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What is Tor?

Heard the name Tor but not sure what it is? Here’s a brief introduction to The Onion Router, what using Tor Browser for privacy entails, and what .onion sites are.

Tor, short for The Onion Router, is an anonymous peer-to-peer darknet designed to enhance privacy and resist both censorship and surveillance. You can use it to access both standard websites with a bit of extra privacy and security and special .onion sites that can only be reached when connected to the Tor network.

The term “darknet” has all sorts of ominous undertones, but its modern usage simply refers to a network of computers that uses the internet to send data but is only accessible by using specific software, networking configurations or authorisation (passwords, keys, or IP address-based restictions for example).

The general term “overlay network” is used to describe this practice of running one communications network on top of another. In practice, a darknet has a lot in common with an an enterprise VPN, where people working remotely connect to their office network and are assigned a local address with local access to that network.

People tend to use the term “darknet” in the same breath as the “dark web. As we’ve established, a darknet is a network of computers that use the internet’s infrastructure to host and send data that’s only accessible to people using the right tool to access it, such as the Tor network.

The dark web consists of websites that are only available via a darknet, such as onion sites on Tor. The deep web refers to sites that aren’t indexed by search engines, ranging from sites and services that require a login to access to pages with no links leading to them from elsewhere on the web. Many onion sites are not indexed anywhere and can only be accessed if you have a direct address for them, making them deep web sites.

The normal web outside Tor is, by comparison, referred to as the “surface web” or “clear web” – I’ll be using the latter term in this article.

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Precautions and privacy

When you’re connected to Tor, for example via Tor Browser, your ISP can see that you’re connected to a Tor relay, but your traffic is encrypted. As with VPNs, this layer of anonymity only works until you sign into a service linked to your identity, such as Google or Facebook, so it’s probably best not to do that.

Some services, such as secure email provider ProtonMail, have dedicated onion sites and can be securely connected to via Tor, but if you’re trying to be anonymous, you should keep the services you use on Tor separate from those you use on day-to-day basis.

Facebook has an onion site, too. This might be useful for contacting friends and family if you’re on the wrong side of an state-level internet communications block, but I’d personally be disinclined to trust the privacy claims of a company whose entire business model is based upon selling their users’ eyes to advertisers.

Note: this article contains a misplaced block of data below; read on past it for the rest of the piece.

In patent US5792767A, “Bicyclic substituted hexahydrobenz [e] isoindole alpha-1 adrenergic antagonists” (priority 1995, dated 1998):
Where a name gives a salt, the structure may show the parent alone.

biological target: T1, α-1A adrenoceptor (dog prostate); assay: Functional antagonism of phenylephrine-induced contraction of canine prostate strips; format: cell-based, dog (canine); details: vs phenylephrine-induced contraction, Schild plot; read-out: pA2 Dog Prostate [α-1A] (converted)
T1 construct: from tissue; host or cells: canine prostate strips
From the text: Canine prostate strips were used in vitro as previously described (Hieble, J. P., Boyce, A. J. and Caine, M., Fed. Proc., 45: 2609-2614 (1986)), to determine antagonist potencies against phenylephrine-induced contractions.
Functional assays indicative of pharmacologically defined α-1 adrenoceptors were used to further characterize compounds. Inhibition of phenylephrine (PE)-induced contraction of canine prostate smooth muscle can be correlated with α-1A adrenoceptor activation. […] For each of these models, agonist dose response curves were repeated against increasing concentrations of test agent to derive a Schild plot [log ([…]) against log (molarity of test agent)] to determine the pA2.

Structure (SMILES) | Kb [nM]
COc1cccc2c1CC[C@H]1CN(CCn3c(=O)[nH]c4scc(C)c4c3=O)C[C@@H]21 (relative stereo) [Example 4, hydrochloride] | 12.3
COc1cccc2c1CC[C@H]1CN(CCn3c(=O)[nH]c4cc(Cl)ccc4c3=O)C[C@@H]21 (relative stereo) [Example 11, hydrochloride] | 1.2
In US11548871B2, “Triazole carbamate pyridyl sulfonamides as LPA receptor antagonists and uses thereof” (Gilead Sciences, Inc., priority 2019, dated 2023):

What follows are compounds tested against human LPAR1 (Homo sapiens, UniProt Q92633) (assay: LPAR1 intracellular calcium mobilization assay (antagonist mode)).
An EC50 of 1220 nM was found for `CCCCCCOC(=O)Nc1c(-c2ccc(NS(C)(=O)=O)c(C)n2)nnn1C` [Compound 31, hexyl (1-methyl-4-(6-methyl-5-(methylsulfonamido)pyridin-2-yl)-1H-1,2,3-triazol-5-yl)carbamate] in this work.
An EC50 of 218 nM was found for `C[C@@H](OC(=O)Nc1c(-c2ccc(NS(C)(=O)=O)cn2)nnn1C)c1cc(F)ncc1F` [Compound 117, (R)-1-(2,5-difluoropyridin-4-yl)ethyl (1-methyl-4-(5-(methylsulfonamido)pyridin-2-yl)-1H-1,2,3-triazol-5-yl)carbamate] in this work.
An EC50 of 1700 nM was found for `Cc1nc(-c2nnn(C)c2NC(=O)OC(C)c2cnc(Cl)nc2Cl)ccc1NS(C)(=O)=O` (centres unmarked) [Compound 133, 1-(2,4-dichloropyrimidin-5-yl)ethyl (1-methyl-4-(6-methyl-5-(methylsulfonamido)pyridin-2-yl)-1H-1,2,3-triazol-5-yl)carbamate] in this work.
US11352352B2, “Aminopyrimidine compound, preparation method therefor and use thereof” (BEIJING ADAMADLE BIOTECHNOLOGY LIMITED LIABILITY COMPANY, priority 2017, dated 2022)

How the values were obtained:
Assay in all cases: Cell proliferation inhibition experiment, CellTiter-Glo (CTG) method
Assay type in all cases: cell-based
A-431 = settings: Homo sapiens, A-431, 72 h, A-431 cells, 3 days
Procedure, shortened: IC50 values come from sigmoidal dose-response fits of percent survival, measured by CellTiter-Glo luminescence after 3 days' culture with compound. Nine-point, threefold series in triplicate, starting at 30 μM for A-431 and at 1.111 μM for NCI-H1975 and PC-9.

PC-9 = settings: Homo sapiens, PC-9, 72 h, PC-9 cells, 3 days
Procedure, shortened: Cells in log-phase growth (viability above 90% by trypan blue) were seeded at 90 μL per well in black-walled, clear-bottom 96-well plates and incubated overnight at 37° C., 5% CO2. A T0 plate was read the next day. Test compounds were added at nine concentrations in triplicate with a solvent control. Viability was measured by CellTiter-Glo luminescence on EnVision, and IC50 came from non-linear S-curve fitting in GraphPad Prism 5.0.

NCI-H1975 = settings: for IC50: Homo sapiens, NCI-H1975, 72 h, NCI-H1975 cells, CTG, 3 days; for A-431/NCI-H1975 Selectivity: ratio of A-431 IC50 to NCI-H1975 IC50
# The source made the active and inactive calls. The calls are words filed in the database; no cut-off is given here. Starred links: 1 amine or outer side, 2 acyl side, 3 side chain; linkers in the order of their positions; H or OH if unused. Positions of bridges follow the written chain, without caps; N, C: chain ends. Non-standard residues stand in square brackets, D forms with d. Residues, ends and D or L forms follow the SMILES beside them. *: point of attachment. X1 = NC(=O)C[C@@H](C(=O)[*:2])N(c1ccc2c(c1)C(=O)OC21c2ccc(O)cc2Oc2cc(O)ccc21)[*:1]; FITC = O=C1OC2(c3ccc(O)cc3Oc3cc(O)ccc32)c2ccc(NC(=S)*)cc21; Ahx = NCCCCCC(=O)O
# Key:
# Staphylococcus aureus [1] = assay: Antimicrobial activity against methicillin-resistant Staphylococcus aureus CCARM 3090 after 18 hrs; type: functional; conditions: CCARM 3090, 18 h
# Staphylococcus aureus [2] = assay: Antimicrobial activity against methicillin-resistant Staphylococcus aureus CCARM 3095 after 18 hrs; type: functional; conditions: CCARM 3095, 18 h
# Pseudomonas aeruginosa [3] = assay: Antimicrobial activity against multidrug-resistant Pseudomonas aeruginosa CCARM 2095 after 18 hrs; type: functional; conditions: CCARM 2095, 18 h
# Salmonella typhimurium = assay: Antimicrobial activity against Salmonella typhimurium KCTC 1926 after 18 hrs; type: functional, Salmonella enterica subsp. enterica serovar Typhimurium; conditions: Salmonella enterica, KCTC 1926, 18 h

Finally, as Tor only encrypts TCP traffic, you should avoid using services such as Skype, which can leak your originating IP address via UDP. For similar data leakage reasons, you shouldn’t use it for torrenting.

Installing Tor Browser

Getting onto Tor is trivially easy these days. Go to https://www.torproject.org/download/ and download the correct version for your OS. Run it and you’ll get a connection screen. You’ll probably want to tick the box to tell it to always connect automatically, so that you’re immediately connected to the Tor network whenever you start the browser.

Tor Browser first launch/connection screen

If you’re in a country or connected via a service that attempts to actively block Tor, you may need to configure the browser’s Tor Network Settings to use a bridge, but most users can ignore the advanced settings until they have specific need of them.

What’s on Tor?

By default, Tor Browser uses the Tor version of the Duck Duck Go search engine to allow you to search the clear web as normal, just it accessing via Tor for extra privacy. This is the most significant use for most people.

If you want to access onion sites, however, you’ll need to take a few more steps, though we don’t recommend any reader do this unless they have a specific, legal, need.

Many prominent onion sites are promoted on the clear web. For example, the BBC lists its onion sites, launched in 2019, on an easily-searchable clear web site. You’ll find its main English-language dark web service at https://www.bbcnewsd73hkzno2ini43t4gblxvycyac5aw4gnv7t2rccijh7745uqd.onion/. You’ll find others discussed on clear web Tor enthusiast forums, such as r/Tor.

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Many journalists and publications use SecureDrop (http://sdolvtfhatvsysc6l34d65ymdwxcujausv7k5jk4cy5ttzhjoi6fzvyd.onion/) so that sources can anonymously share documents and blow the whistle with reduced risk of exposure.

Meanwhile, on Tor itself, old-fashioned link directories exist alongside a handful of onion spiders. Just don’t expect the glossy efficiency of Google and Bing search, as onion sites tend to be resistant to traditional automated search engine robots.

Although law enforcement and other government agencies cheerfully browse, use, seize and run sites on Tor, it’s a largely unregulated and unfiltered space – you’ll only hear from said agencies if you’ve been up to anything you shouldn’t have and get caught up in one of their sweeps of illegal activity.

Expect to see more scams, malware, phishing attacks, random porn, doxxing sites, money laundering, and bootleg wares when casually browsing than you’d get on the clear web. This is vaguely interesting as both a throwback to certain parts of the early web and as a glimpse of the internet’s seedy underbelly, but if you’re not here for security reasons, the low-grade dodginess gets old fast.

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